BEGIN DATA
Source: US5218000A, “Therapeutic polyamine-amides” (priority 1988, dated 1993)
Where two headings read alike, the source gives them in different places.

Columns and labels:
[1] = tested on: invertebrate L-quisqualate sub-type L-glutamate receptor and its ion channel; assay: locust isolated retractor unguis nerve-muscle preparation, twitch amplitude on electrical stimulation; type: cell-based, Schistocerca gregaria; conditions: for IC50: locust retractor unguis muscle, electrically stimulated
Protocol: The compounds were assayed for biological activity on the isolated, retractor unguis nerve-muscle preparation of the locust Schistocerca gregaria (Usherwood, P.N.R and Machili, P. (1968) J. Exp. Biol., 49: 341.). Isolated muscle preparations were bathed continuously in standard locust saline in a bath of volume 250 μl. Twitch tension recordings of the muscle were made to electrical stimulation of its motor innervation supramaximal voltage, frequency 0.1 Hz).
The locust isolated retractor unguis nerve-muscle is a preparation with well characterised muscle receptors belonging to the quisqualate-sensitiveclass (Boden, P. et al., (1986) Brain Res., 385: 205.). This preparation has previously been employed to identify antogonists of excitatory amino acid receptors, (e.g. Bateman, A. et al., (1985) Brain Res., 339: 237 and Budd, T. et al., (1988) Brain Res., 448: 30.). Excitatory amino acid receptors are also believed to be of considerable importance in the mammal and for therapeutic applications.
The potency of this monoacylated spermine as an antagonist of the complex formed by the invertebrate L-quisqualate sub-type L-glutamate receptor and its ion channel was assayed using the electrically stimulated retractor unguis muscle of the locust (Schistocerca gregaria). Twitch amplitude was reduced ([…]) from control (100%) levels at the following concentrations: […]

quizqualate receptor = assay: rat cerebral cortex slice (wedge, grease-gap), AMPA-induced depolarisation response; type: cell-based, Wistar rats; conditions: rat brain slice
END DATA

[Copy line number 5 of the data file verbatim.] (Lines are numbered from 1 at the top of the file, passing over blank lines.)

Protocol: The compounds were assayed for biological activity on the isolated, retractor unguis nerve-muscle preparation of the locust Schistocerca gregaria (Usherwood, P.N.R and Machili, P. (1968) J. Exp. Biol., 49: 341.). Isolated muscle preparations were bathed continuously in standard locust saline in a bath of volume 250 μl. Twitch tension recordings of the muscle were made to electrical stimulation of its motor innervation supramaximal voltage, frequency 0.1 Hz).